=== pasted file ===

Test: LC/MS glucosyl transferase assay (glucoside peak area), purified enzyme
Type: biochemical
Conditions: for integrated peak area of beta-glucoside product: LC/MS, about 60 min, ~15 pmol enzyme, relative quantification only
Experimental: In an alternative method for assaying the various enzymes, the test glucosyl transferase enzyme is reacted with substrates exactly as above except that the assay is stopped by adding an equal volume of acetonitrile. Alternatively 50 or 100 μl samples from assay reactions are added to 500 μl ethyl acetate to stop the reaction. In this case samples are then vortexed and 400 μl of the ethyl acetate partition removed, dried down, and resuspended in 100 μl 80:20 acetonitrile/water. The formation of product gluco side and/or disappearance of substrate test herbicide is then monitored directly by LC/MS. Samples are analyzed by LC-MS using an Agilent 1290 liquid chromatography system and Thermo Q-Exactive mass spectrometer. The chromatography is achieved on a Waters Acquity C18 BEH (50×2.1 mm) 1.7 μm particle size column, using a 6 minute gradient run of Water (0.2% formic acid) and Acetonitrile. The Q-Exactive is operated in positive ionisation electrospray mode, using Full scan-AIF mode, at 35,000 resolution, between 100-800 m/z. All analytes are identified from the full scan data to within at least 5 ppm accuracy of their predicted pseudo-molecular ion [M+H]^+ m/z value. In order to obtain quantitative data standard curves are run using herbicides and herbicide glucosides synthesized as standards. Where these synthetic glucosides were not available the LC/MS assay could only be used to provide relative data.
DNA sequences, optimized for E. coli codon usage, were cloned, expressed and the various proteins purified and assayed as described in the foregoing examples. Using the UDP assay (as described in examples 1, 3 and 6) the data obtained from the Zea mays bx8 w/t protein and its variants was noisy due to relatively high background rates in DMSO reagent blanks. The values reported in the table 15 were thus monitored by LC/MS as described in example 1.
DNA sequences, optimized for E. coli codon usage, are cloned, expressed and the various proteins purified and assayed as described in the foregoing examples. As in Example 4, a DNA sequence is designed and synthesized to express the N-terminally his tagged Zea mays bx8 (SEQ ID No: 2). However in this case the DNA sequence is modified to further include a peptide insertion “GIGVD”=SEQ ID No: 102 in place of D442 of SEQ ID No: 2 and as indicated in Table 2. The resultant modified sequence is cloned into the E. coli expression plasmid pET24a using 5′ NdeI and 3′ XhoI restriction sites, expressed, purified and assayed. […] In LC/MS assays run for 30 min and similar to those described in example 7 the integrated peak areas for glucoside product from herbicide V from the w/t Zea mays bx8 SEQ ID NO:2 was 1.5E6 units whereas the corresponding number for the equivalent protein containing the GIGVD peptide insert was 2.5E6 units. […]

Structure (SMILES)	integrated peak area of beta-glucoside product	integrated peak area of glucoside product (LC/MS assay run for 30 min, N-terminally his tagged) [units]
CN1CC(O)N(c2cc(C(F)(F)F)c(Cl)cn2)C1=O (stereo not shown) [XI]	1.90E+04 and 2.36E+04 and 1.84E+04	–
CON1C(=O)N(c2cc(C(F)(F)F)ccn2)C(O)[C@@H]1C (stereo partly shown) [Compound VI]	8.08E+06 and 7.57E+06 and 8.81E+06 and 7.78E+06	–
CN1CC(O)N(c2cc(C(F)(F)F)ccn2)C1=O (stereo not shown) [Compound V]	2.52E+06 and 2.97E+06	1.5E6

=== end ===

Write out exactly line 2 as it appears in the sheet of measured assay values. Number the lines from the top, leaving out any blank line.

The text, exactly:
Type: biochemical